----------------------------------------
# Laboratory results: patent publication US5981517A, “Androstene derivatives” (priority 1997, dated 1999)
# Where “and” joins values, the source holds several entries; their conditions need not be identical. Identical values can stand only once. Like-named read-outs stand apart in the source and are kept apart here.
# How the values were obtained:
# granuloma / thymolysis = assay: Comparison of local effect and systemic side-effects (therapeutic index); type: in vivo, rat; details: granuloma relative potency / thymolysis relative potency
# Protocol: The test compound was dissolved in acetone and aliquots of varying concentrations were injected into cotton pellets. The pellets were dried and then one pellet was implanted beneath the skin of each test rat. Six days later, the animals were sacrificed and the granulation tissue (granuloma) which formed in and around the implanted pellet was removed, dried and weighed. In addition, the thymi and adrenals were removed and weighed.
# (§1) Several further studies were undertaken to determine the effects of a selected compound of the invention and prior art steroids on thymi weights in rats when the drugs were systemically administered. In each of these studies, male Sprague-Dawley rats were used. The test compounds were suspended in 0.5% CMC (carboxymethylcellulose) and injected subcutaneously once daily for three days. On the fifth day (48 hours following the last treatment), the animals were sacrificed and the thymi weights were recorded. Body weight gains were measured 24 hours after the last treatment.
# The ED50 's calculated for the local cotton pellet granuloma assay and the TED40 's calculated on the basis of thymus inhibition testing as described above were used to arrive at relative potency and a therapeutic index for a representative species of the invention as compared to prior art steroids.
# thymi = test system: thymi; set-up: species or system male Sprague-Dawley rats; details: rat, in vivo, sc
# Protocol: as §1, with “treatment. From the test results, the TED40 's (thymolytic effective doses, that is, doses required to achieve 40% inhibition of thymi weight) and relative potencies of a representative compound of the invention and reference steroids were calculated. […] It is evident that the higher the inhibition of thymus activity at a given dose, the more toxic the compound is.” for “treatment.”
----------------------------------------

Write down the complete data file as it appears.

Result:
# Laboratory results: patent publication US5981517A, “Androstene derivatives” (priority 1997, dated 1999)
# Where “and” joins values, the source holds several entries; their conditions need not be identical. Identical values can stand only once. Like-named read-outs stand apart in the source and are kept apart here.
# How the values were obtained:
# granuloma / thymolysis = assay: Comparison of local effect and systemic side-effects (therapeutic index); type: in vivo, rat; details: granuloma relative potency / thymolysis relative potency
# Protocol: The test compound was dissolved in acetone and aliquots of varying concentrations were injected into cotton pellets. The pellets were dried and then one pellet was implanted beneath the skin of each test rat. Six days later, the animals were sacrificed and the granulation tissue (granuloma) which formed in and around the implanted pellet was removed, dried and weighed. In addition, the thymi and adrenals were removed and weighed.
# (§1) Several further studies were undertaken to determine the effects of a selected compound of the invention and prior art steroids on thymi weights in rats when the drugs were systemically administered. In each of these studies, male Sprague-Dawley rats were used. The test compounds were suspended in 0.5% CMC (carboxymethylcellulose) and injected subcutaneously once daily for three days. On the fifth day (48 hours following the last treatment), the animals were sacrificed and the thymi weights were recorded. Body weight gains were measured 24 hours after the last treatment.
# The ED50 's calculated for the local cotton pellet granuloma assay and the TED40 's calculated on the basis of thymus inhibition testing as described above were used to arrive at relative potency and a therapeutic index for a representative species of the invention as compared to prior art steroids.
# thymi = test system: thymi; set-up: species or system male Sprague-Dawley rats; details: rat, in vivo, sc
# Protocol: as §1, with “treatment. From the test results, the TED40 's (thymolytic effective doses, that is, doses required to achieve 40% inhibition of thymi weight) and relative potencies of a representative compound of the invention and reference steroids were calculated. […] It is evident that the higher the inhibition of thymus activity at a given dose, the more toxic the compound is.” for “treatment.”